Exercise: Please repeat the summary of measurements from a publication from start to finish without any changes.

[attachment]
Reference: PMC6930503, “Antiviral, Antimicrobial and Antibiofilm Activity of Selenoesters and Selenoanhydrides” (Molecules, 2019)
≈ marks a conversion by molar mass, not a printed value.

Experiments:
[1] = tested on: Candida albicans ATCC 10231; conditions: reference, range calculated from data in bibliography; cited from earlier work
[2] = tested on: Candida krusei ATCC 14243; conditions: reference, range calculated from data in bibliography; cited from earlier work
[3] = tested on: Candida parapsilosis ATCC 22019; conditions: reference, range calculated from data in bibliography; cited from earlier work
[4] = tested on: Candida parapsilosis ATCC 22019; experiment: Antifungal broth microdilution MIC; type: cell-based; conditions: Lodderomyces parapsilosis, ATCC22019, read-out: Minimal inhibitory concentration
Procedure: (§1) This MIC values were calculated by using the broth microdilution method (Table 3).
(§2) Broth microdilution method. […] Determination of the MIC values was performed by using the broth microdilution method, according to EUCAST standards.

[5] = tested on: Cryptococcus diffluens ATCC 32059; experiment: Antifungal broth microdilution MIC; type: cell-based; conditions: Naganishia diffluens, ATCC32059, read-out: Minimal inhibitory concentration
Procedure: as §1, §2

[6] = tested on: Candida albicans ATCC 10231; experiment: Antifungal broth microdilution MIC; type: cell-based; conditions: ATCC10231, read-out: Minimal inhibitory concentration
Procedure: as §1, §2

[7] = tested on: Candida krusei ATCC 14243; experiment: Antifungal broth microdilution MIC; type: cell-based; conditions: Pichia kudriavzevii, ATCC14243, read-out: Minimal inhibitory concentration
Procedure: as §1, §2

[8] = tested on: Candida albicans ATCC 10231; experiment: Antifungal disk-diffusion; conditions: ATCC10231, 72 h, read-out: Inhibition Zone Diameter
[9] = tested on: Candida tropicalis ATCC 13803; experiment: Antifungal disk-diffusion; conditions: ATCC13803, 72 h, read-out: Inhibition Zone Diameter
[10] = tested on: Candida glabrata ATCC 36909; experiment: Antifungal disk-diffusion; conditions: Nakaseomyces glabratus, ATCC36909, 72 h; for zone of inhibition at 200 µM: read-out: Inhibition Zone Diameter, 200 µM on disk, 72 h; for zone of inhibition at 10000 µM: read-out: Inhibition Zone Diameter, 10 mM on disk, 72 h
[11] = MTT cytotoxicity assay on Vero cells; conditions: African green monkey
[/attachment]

Reference: PMC6930503, “Antiviral, Antimicrobial and Antibiofilm Activity of Selenoesters and Selenoanhydrides” (Molecules, 2019)
≈ marks a conversion by molar mass, not a printed value.

Experiments:
[1] = tested on: Candida albicans ATCC 10231; conditions: reference, range calculated from data in bibliography; cited from earlier work
[2] = tested on: Candida krusei ATCC 14243; conditions: reference, range calculated from data in bibliography; cited from earlier work
[3] = tested on: Candida parapsilosis ATCC 22019; conditions: reference, range calculated from data in bibliography; cited from earlier work
[4] = tested on: Candida parapsilosis ATCC 22019; experiment: Antifungal broth microdilution MIC; type: cell-based; conditions: Lodderomyces parapsilosis, ATCC22019, read-out: Minimal inhibitory concentration
Procedure: (§1) This MIC values were calculated by using the broth microdilution method (Table 3).
(§2) Broth microdilution method. […] Determination of the MIC values was performed by using the broth microdilution method, according to EUCAST standards.

[5] = tested on: Cryptococcus diffluens ATCC 32059; experiment: Antifungal broth microdilution MIC; type: cell-based; conditions: Naganishia diffluens, ATCC32059, read-out: Minimal inhibitory concentration
Procedure: as §1, §2

[6] = tested on: Candida albicans ATCC 10231; experiment: Antifungal broth microdilution MIC; type: cell-based; conditions: ATCC10231, read-out: Minimal inhibitory concentration
Procedure: as §1, §2

[7] = tested on: Candida krusei ATCC 14243; experiment: Antifungal broth microdilution MIC; type: cell-based; conditions: Pichia kudriavzevii, ATCC14243, read-out: Minimal inhibitory concentration
Procedure: as §1, §2

[8] = tested on: Candida albicans ATCC 10231; experiment: Antifungal disk-diffusion; conditions: ATCC10231, 72 h, read-out: Inhibition Zone Diameter
[9] = tested on: Candida tropicalis ATCC 13803; experiment: Antifungal disk-diffusion; conditions: ATCC13803, 72 h, read-out: Inhibition Zone Diameter
[10] = tested on: Candida glabrata ATCC 36909; experiment: Antifungal disk-diffusion; conditions: Nakaseomyces glabratus, ATCC36909, 72 h; for zone of inhibition at 200 µM: read-out: Inhibition Zone Diameter, 200 µM on disk, 72 h; for zone of inhibition at 10000 µM: read-out: Inhibition Zone Diameter, 10 mM on disk, 72 h
[11] = MTT cytotoxicity assay on Vero cells; conditions: African green monkey